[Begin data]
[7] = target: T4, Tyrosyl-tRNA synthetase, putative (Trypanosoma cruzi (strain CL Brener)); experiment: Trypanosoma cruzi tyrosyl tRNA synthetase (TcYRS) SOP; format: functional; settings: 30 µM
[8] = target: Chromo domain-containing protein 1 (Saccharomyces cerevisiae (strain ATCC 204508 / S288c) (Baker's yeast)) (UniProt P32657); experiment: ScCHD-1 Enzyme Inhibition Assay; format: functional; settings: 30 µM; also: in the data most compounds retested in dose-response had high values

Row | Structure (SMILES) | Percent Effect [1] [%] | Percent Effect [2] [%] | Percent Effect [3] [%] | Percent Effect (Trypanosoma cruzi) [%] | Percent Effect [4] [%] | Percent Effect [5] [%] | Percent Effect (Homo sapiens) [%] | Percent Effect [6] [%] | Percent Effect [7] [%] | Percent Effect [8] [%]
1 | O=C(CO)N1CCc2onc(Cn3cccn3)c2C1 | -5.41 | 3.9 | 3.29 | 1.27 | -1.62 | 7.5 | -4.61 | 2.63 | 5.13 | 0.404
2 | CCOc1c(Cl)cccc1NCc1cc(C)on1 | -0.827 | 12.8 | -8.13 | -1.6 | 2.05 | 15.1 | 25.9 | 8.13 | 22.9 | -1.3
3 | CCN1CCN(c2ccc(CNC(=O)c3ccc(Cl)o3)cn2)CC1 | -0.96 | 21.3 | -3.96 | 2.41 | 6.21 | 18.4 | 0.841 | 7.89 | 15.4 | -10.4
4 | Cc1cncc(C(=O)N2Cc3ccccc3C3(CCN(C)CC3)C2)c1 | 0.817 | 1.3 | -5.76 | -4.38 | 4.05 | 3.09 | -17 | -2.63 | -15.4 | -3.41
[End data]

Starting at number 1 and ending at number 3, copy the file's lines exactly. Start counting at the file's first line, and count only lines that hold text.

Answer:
[7] = target: T4, Tyrosyl-tRNA synthetase, putative (Trypanosoma cruzi (strain CL Brener)); experiment: Trypanosoma cruzi tyrosyl tRNA synthetase (TcYRS) SOP; format: functional; settings: 30 µM
[8] = target: Chromo domain-containing protein 1 (Saccharomyces cerevisiae (strain ATCC 204508 / S288c) (Baker's yeast)) (UniProt P32657); experiment: ScCHD-1 Enzyme Inhibition Assay; format: functional; settings: 30 µM; also: in the data most compounds retested in dose-response had high values

Row | Structure (SMILES) | Percent Effect [1] [%] | Percent Effect [2] [%] | Percent Effect [3] [%] | Percent Effect (Trypanosoma cruzi) [%] | Percent Effect [4] [%] | Percent Effect [5] [%] | Percent Effect (Homo sapiens) [%] | Percent Effect [6] [%] | Percent Effect [7] [%] | Percent Effect [8] [%]